It’ll be Jordan vs. Little in fall Lt. Gov. race too close to call

Print Article

Photo by Duane Rasmussen Ann Seddon, former District 271 School District Board member, does her best to attract last-minute votes for Raul Labrador Tuesday near the southeast corner of U.S. 95 and Canfield Avenue in Coeur d'Alene.

Paulette Jordan, state representative from Plummer, rode a surprise progressive wave to the Democratic nomination for governor in Tuesday’s primary.

She will face Lt. Gov. Brad Little, who was declared the winner by the Associated Press with 37.3 percent of the vote in a seven-way race.

U.S. Rep. Raúl Labrador earned 30.9 percent of the vote with 674 of 951 precincts reporting at 11:30 p.m., and Treasure Valley businessman Tommy Ahlquist received 28.2 percent.

The remaining 3.6 percent of the vote was split among Harley Delano Brown, Dalton Ben Cannady, Lisa Marie, and Steve Pankey.

Jordan knocked off A.J. Balukoff, receiving 57.5 percent of the vote. Balukoff collected 41.1 percent, and Peter Dill scooped up the remaining 1.4 percent.

A member of the Coeur d’Alene Tribe, Jordan is seeking to become Idaho’s first female governor and the first Native American governor in United States history.

Jordan’s running mate, Kristin Collum, made quick work of Jim Fabe to become the Democratic nominee for lieutenant governor.

She took home a whopping 88.3 percent of the vote to Fabe’s 11.7 percent.

Collum and Jordan announced last week they would be running under a joint ticket.

On the Republican side, Janice McGeachin led Steve Yates by only a couple hundred votes at press time.

State Sen. Bob Nonini, of Coeur d’Alene, was running last with a 13.6 percent share. Marv Hagedorn and Kelley Packer garnered 15.3 and 15 percent, respectively.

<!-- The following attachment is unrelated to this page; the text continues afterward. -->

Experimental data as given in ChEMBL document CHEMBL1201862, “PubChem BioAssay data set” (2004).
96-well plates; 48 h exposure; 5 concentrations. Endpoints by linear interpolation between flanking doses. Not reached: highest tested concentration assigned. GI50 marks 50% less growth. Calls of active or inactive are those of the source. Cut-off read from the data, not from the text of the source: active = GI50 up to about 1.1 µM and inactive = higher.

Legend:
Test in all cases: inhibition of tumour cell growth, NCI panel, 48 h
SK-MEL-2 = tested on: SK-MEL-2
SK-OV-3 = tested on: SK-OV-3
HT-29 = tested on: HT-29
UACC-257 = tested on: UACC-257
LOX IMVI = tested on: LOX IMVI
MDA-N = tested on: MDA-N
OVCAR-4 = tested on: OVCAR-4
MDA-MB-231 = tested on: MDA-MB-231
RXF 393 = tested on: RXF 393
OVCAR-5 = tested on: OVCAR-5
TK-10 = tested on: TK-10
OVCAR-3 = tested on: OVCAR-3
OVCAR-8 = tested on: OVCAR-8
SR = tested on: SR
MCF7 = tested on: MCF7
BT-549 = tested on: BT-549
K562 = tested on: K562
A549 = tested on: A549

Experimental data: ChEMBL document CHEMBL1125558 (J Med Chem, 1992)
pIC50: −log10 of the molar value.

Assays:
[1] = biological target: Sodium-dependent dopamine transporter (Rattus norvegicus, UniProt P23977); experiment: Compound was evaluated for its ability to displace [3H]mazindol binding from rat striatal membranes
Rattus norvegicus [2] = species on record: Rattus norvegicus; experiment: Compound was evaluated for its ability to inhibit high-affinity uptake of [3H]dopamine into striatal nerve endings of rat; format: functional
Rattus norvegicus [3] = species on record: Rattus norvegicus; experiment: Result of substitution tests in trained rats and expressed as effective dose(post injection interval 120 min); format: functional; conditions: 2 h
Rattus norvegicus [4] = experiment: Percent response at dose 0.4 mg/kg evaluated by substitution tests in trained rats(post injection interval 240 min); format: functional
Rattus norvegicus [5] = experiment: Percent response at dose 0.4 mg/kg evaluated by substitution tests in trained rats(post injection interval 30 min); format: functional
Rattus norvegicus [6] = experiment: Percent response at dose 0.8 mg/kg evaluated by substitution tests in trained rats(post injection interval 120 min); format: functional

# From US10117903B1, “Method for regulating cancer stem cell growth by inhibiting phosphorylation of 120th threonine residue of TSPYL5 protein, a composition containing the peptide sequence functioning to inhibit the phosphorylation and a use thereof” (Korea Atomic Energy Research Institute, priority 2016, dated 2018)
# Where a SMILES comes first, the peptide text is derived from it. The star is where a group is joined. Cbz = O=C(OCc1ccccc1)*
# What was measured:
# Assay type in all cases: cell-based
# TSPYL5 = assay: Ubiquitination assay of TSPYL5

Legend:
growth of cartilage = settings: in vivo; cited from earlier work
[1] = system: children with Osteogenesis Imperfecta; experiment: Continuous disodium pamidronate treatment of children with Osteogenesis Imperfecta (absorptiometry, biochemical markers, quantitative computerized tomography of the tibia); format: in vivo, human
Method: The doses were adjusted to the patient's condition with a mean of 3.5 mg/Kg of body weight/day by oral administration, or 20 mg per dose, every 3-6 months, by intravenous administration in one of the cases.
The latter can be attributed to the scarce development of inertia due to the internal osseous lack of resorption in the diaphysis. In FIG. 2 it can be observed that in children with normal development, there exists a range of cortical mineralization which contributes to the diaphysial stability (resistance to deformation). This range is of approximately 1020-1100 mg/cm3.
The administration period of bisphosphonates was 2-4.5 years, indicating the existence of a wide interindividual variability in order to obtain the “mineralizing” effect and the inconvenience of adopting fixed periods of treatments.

The winner between McGeachin and Yates will advance to a showdown with Collum in the November general election.

In the First District U.S. Congressional race, Republican Russ Fulcher and Democrat Cristina McNeil nabbed their parties’ nominations.

Fulcher won with relative ease, grabbing a 43.5 percent share of the total.

David Leroy received 17.3 percent of the vote, good enough for second in the Republican primary.

State Rep. Luke Malek, of Coeur d’Alene, was in third place out of seven candidates with 13.6 percent.

Christy Perry and Michael Snyder were running close behind with 10.3 and 10 percent of the vote, respectively. Alex Gallegos and Nick Henderson, of Post Falls, rounded out the field with 3.5 and 1.8 percent.

McNeil cruised to victory with 69.2 percent of the vote, while James Vandermaas and Michael Smith, of Post Falls, took 16.5 and 14.2 percent, respectively.

McNeil and Fulcher will duke it out in November for the right to fill the seat vacated by Labrador.

Print Article

Read More Local News

Smelter proposal dragged at scoping meeting

September 21, 2018 at 6:00 am | Bonner County Daily Bee NEWPORT — Hundreds turned out Wednesday for a Washington Department of Ecology scoping hearing on the proposed PacWest silicon smelter, but only two people voiced support for the controversial facili...

Comments

Read More

Raptors’ kryptonite

September 21, 2018 at 5:00 am | Coeur d'Alene Press By BRIAN WALKER Staff Writer This wasn't how Janet Medley wanted to spot a bald eagle. The Athol woman and her family were enjoying Lake Pend Oreille over Labor Day weekend when they found a hel...

Comments

Read More

‘White House’ has new home

September 21, 2018 at 5:00 am | Coeur d'Alene Press By DEVIN WEEKS Staff Writer COEUR d’ALENE — John Swallow and his wife, Erin, stood on the porch of the historic "White House" after it made the voyage across Lake Coeur d'Alene to its n...

Comments

Read More

Medical expo coming to Cd’A

September 21, 2018 at 5:00 am | Coeur d'Alene Press COEUR d’ALENE — Twenty-three companies creating cutting-edge technology in the health care sector will take part in the inaugural Medical Advancement Expo here Oct. 6-7. The expo will be hosted by No...

Comments

Read More

Contact Us

(208) 664-8176
215 N. Second St
Coeur d'Alene, Idaho 83814

©2018 The Coeur d'Alene Press Terms of Use Privacy Policy
X
X